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Sunday, 06 January 2013

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Have you tried running APC UPS? It's linux software for managing these things, whether serial or usb connected. I've had great success with it, if nothing else it gives you insight into the status of the UPS. I run it at home and at work.

Sooooo, did the change to the Apache init.d script do what you wanted - once the BIOS fun and games were resolved?

With switching gear, if it's Cisco it might be the knock-off Chinese stuff. One of the ways people discover is when the switches start having problems as the traffic load rises, but is still well shy of the capacity of the switch. Then you start experiencing intermittent network problems. There are web pages that tell how to crack the case and see if it's real or faux.

In other news, we had some problems with a ProCurve Gigaswitch delaying packets. The delay was just enough for our clustered services to have a server fail when it didn't respond quickly enough. I reviewed the logs then hit the ProCurve boards looking for answers. Upgrading the firmware was the answer and the solution. That resolved the issue and the clustered services were back to their normal selves.

fwiw, when I'm having issues with machines booting wrong, I'll unplug the machine. Not just turn it off, but unplug it then take a bio pause, fire up the espresso machine and have a cup. Then come back, plug it in and try again. Frequently it works. Sometimes it doesn't. I just remember the old OS2 installation instructions from IBM where they recommended unplugging a computer for 10 minutes before installing the new OS.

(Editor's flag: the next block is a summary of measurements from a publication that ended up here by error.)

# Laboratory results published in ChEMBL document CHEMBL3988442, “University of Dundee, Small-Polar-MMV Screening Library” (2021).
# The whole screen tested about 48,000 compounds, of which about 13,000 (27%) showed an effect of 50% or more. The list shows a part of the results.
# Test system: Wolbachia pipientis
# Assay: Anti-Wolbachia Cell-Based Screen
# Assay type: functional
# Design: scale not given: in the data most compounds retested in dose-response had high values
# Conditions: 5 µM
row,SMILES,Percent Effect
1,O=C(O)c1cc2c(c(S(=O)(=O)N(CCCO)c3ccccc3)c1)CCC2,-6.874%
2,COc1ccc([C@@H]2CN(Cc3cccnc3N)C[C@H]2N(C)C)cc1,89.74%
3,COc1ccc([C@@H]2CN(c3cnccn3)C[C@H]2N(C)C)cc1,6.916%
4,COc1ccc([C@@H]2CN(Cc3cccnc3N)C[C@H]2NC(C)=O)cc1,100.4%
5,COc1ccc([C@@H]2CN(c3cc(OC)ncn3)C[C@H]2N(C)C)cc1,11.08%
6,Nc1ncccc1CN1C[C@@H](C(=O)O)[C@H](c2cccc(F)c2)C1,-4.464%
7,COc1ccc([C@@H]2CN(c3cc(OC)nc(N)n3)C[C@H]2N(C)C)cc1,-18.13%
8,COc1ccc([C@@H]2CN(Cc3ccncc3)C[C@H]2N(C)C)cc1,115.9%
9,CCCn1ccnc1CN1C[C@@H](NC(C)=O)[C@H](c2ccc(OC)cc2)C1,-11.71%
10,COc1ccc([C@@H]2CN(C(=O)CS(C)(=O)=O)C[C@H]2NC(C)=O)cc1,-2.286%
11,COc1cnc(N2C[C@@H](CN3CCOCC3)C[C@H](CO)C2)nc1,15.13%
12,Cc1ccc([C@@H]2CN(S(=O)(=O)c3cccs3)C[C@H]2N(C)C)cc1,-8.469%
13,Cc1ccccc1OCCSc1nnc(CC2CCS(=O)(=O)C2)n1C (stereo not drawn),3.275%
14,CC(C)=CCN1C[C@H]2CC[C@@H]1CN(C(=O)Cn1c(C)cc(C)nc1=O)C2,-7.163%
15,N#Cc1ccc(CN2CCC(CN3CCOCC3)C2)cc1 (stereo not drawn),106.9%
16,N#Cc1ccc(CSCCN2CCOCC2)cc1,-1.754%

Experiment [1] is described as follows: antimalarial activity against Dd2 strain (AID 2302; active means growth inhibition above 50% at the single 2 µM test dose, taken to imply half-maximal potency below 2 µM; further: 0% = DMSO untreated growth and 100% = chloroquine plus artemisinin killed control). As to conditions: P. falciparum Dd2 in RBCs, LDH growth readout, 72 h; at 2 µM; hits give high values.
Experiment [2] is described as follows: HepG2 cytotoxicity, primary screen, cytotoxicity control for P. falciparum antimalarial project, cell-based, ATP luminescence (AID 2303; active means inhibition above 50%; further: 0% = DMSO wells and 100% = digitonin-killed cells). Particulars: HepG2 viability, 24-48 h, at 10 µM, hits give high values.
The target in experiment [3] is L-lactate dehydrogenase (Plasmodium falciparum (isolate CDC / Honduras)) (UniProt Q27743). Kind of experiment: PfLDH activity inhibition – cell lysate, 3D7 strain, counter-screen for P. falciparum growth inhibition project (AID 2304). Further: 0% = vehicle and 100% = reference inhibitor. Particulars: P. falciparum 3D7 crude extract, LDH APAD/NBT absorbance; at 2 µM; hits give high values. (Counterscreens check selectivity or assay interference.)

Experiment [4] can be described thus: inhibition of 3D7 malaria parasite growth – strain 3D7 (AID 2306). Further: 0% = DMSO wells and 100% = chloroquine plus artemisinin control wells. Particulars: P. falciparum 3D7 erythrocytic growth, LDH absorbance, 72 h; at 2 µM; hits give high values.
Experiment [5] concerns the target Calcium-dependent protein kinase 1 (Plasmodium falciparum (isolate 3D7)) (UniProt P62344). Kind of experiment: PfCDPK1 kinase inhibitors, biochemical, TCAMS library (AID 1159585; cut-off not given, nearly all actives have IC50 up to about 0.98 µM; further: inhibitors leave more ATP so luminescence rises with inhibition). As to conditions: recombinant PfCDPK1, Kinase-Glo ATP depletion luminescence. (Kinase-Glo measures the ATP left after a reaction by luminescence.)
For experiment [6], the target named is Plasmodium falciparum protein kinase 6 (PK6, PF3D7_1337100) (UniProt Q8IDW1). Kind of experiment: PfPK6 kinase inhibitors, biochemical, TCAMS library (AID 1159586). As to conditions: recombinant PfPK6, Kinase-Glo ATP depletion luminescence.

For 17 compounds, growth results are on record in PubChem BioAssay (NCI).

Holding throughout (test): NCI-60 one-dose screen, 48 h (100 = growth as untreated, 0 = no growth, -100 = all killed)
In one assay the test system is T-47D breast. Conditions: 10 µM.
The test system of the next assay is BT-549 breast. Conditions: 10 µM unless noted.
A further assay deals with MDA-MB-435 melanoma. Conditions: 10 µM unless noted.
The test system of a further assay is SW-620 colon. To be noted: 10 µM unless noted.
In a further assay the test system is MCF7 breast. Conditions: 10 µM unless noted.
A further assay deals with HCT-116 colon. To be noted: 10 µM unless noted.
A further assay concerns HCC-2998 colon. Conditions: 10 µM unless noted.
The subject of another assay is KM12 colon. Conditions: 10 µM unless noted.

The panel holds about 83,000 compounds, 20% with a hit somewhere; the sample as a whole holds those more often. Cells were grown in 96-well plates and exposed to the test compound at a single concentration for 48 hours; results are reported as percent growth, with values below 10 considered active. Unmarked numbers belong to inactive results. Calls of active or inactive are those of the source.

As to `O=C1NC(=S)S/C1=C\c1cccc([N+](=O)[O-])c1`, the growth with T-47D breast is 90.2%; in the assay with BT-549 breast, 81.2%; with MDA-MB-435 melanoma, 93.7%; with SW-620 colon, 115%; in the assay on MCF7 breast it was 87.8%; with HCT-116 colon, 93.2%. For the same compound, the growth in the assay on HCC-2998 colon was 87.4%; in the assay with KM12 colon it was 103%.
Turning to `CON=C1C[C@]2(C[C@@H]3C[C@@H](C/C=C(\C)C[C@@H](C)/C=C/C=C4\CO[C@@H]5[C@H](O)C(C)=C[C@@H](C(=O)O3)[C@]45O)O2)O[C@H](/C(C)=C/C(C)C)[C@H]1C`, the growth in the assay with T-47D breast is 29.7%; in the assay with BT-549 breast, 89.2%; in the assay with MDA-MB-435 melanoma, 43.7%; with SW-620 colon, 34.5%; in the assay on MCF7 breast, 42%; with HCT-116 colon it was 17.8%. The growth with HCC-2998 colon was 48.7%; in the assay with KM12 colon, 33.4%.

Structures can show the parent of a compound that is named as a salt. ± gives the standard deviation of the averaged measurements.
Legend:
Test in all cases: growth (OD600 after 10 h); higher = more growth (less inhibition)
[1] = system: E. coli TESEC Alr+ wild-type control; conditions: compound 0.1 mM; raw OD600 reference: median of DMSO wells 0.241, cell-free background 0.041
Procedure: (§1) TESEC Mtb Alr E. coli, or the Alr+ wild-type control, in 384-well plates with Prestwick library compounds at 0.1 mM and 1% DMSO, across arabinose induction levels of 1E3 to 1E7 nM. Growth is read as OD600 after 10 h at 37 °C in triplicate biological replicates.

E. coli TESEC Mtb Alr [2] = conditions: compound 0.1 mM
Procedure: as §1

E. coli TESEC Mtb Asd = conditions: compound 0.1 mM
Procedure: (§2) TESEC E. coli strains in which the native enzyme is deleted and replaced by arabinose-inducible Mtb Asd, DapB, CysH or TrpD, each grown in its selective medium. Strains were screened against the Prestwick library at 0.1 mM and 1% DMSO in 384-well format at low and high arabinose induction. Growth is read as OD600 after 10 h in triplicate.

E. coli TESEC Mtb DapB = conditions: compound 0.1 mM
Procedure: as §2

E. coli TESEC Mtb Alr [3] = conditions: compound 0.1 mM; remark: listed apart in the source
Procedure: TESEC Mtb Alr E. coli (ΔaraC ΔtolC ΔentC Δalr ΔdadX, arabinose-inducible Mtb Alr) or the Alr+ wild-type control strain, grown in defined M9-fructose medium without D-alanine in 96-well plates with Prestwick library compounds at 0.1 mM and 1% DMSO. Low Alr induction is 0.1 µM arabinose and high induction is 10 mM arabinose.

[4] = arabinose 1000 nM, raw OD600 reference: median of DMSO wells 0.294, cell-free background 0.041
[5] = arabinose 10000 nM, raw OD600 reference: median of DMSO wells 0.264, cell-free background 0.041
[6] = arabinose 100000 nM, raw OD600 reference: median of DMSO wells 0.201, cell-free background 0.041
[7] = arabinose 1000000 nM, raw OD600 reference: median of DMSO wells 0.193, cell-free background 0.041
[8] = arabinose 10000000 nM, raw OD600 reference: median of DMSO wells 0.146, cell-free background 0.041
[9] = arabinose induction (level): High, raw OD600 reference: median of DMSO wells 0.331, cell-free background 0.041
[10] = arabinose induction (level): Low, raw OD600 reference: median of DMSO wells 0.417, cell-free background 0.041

Another enjoyable read.

marcus

The Apache init script change didn't do what I expected, but that's because I'd forgotten the magic command to process the dependencies: insserv. That having been run, I think it'll work, but I don't plan on another boot until I've gotten the UPS fixed and some weekend time is available, which may not be the coming weekend....

I haven't been actively communicating with the UPS - had been running, I think, NUT, back when I had a BSD server, but haven't gotten around to configuring any such software on the Linux box. I should probably do that.

The new Ethernet switch is Linksys, i.e., downmarket Cisco. The old one is Netgear. I don't recall the identities of the bargain-basement Gig-E cards in the connected machines. (Actually, I think the workstation is using its onboard Ethernet, while the server is using an aftermarket card for LAN, onboard for DSL, and another card for a secondary network, currently not connected.)

Remaining likely suspects for the performance problem are the controllers in the machines, my NFS configuration, and the fact that I'm using NFS at all. It may be time to give one of the newer network filesystems a try.

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